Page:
Steven and Roger Ham couldn’t have predicted they’d one day foot a $1,500 monthly grocery bill, drive a 15-passenger van, and do four loads of laundry a day — but that’s what life now looks like for the couple, as they raise more than one dozen kids from the foster care system.
“It was never our intent to adopt 14 children,” Steven Ham told TODAY.com, of the parenting journey that started a decade ago.
When the Hams first set out to adopt, they excitedly formed a mental picture of their future child: the one baby they'd bring into their home. But their family quickly diverged from what they originally imagined.
It all started with Michael, in 2003. Child Protective Services sent the Hams to meet the 5-year-old, who was living in a group home, so that the couple could consider adopting him. In a whisper, Michael confided to Steven and Roger that he was beaten up because he was the littlest. Steven’s heart broke.
“He’s been with us ever since,” he said.
After he was adopted, Michael revealed that he was worried about how his four younger siblings were doing, who he’d helped feed and clothe before foster care split them up. Inspired by Michael's devotion to his family members, the Hams vowed to try to keep them together.
A call to CPS led to a poignant reunion for Michael with two of his younger siblings, 4-year-old Elizabeth and 3-year-old Andrew.
“Tears were rolling down these kids’ faces,” Steven said. “What child at three, four and five has tears of joy?”
The Hams soon adopted both Elizabeth and Andrew, and found they couldn’t ignore the children’s pleas to see their other siblings, 2-year-old twins, Jackson and Madison. The couple ultimately adopted the twins, and by 2004, they had five children.
In 2006, Steven became a stay-at-home dad. In the groove of fatherhood, he was ready to raise a baby. Though he says he was told by CPS time and again that he would likely not be selected to care for an infant in the state of Arizona because he was gay, he continued to try, and sure enough, was one day asked to foster an infant.
He poured his “heart and soul” into taking care of the infant, but the baby went back to his mother after five months, an experience that still brings tears to Steven’s eyes. Just three days later, however, a new bundle of joy arrived: Marcus, then 15 months old, came to the Hams and stayed.
“He was the cutest kid you could imagine,” Steven gushes.
Two weeks later, the Hams faced a rapid-fire decision on 11-year-old Vanessa, a cousin of Michael and his sibling, who had been kicked out by her aunt. Guided by the principle of what it means to be a Ham, they took her in.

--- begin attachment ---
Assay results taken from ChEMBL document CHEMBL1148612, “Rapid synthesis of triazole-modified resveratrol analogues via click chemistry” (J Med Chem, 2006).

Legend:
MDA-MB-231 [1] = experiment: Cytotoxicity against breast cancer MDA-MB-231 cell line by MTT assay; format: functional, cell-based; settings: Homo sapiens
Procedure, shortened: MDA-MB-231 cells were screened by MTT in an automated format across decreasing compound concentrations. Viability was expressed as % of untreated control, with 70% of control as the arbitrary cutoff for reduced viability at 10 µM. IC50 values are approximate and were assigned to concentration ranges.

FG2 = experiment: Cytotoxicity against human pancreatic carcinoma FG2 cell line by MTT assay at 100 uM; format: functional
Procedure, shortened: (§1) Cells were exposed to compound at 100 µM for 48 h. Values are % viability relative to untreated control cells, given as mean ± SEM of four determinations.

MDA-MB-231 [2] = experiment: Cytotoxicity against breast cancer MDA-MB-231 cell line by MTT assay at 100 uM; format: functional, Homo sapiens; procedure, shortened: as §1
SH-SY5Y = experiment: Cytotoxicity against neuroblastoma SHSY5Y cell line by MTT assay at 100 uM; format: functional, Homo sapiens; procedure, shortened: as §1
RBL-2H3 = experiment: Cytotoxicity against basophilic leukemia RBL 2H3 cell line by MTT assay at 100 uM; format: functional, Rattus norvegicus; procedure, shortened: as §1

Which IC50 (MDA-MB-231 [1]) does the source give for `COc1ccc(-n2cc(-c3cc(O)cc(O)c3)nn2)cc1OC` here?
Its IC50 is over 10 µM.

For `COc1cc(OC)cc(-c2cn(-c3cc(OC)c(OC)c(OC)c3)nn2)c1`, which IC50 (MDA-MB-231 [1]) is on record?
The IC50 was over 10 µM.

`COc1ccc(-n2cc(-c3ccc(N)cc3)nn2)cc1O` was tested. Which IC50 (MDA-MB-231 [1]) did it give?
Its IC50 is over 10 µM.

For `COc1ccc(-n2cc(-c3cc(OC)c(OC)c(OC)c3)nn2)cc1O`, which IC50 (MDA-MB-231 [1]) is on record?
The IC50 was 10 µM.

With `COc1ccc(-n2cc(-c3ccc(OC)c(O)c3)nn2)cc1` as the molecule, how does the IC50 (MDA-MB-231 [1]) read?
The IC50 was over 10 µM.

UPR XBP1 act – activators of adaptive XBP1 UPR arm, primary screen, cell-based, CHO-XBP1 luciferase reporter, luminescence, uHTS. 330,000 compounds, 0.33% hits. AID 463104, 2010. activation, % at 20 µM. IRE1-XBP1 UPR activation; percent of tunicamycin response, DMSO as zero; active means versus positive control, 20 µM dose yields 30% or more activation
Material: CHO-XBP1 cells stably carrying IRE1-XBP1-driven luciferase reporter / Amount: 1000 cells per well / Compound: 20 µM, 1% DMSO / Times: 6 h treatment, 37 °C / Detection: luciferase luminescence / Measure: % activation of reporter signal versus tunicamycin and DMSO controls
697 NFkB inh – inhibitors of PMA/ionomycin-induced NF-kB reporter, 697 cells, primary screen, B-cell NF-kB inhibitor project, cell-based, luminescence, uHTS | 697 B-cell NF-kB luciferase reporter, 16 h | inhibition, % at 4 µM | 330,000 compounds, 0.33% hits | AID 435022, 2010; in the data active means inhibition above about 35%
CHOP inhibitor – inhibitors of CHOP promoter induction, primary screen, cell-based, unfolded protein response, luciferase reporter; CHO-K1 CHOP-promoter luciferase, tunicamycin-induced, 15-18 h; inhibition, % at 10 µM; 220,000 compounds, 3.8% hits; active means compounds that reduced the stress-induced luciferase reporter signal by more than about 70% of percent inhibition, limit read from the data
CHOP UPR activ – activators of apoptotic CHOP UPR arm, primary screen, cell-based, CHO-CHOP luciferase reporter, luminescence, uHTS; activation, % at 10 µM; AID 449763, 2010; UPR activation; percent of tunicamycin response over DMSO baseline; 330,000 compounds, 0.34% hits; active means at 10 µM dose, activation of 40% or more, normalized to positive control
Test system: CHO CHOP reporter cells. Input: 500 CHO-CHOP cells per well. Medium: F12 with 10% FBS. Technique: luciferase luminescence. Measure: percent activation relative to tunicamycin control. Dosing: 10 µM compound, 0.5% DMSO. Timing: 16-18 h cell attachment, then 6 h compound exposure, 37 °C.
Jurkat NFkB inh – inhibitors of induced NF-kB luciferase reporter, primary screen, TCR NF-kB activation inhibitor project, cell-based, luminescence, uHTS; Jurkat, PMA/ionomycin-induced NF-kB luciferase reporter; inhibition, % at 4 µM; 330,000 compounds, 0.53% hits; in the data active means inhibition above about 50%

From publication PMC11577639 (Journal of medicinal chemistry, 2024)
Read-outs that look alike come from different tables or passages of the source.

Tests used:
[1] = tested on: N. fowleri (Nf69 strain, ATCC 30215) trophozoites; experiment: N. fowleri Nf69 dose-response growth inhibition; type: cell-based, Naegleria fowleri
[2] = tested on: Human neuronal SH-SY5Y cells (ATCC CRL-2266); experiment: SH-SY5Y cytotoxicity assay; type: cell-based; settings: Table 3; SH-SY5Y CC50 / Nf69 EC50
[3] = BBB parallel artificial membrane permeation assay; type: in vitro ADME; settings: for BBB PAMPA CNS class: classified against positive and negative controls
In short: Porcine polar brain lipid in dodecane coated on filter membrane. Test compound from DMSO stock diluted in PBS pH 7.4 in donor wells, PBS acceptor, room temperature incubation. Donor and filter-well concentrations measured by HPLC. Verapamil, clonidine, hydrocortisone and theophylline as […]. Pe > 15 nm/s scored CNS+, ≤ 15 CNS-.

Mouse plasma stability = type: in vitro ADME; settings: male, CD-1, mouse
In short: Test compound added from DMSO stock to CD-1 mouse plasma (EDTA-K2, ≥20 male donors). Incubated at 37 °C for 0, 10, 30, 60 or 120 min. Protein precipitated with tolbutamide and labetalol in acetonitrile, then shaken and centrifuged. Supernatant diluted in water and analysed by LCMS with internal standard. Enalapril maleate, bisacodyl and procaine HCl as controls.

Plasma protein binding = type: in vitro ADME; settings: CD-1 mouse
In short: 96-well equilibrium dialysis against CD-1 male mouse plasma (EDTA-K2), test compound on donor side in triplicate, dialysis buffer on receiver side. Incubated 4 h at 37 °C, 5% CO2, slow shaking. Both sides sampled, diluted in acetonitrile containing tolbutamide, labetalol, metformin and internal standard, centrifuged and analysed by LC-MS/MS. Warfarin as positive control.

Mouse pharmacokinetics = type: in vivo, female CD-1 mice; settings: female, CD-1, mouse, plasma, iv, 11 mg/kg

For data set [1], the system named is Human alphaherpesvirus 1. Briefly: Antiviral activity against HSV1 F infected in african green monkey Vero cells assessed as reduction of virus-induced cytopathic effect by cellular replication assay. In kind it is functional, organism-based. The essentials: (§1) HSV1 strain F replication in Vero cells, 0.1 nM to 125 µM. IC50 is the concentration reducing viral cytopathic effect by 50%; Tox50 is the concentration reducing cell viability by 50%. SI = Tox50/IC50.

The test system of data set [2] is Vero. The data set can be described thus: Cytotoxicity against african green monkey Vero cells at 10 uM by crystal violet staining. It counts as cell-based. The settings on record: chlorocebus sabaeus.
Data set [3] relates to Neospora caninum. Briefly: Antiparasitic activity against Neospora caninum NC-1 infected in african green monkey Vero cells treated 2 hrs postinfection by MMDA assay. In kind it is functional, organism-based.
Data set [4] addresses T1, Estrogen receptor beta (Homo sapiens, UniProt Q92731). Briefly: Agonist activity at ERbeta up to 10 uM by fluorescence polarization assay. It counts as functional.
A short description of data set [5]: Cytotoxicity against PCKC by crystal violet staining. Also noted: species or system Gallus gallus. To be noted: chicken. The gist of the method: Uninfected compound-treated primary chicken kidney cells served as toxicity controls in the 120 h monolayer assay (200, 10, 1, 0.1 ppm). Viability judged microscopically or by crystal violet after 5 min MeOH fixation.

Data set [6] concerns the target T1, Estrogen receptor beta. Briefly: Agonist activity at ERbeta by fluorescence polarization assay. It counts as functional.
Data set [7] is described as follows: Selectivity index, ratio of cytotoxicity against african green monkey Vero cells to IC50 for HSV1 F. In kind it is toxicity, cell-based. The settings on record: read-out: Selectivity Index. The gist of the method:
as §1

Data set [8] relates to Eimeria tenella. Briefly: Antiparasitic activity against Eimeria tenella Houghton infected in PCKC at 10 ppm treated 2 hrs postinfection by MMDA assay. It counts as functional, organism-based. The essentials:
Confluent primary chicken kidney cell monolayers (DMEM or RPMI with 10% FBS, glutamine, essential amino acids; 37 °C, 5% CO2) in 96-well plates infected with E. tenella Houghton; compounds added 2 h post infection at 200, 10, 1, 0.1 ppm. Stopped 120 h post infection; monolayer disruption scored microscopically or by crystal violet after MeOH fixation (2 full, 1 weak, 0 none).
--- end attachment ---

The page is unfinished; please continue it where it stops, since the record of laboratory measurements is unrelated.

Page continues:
“We built our family on the value that family is family,” Steven says Roger told him.
After adopting Vanessa, the Hams raised their brood while functioning as a “revolving door” for foster children in emergency situations. Some of these children also ended up making the Hams’ house their permanent home, like Cooper, the 6-month-old baby they brought home in 2008 after he was abandoned behind a Wal-Mart, and his little sister Olivia, abandoned at a local hospital.
And their family continued to grow. One Halloween, as Steven and the kids were hanging decorations in their front yard, CPS showed up with 10-month-old Ambrose. Again, Steven devoted himself to this baby, his “shining star,” only to see Ambrose return to her mother through the foster care system. But she continued to visit the Hams, and when she was 3 years old, her mother asked Steven if he’d take her.
The couple also adopted Logan, a 4-year-old boy from Washington with an ear deformity, and his sister Isabel in 2009, after learning there were plans to separate them.
“At that point, we were 12 and done,” Steven said. The Hams closed their foster-care license.
Then, last January, they saw a local news story that changed their minds. A teacher reported finding bruises on a 4-year-old girl, leading to the arrests of her foster parents on child-abuse charges. The state also took her 2-year-old brother into care.
The report hit close to home — the children resembled Ambrose’s half-siblings. A call to CPS confirmed the Hams’ hunch: They were actually Ambrose’s relatives. The Hams called a family meeting to make a joint decision with their children.
“When can we get them?” Michael, who is now 15, interjected.
The family agreed to expand its numbers once again, and in February, the Hams brought Ambrose’s siblings, Julian and Bella, home.
For such a large family, the Ham household is surprisingly quiet, said Heather Shew-Plummer, the Hams' adoption case worker. “When you walk into their home, you wouldn’t know there are 14 kids living there,” she said. “It’s clean and orderly.”
Most of the Hams’ children experienced the instability of life in foster care. That makes structure and stability crucial. Each child must have an extracurricular activity and a household chore, with one exception.
“I don’t have them babysit,” Steven said. “Their job is to be a kid. My job is to make sure they have what they need. That they have the skills to be a successful adult.”
Shew-Plummer says the Hams have turned their children’s lives around. ”Their hearts are amazing,” she said of the couple. "They will fight all day to get what they need for their kids.”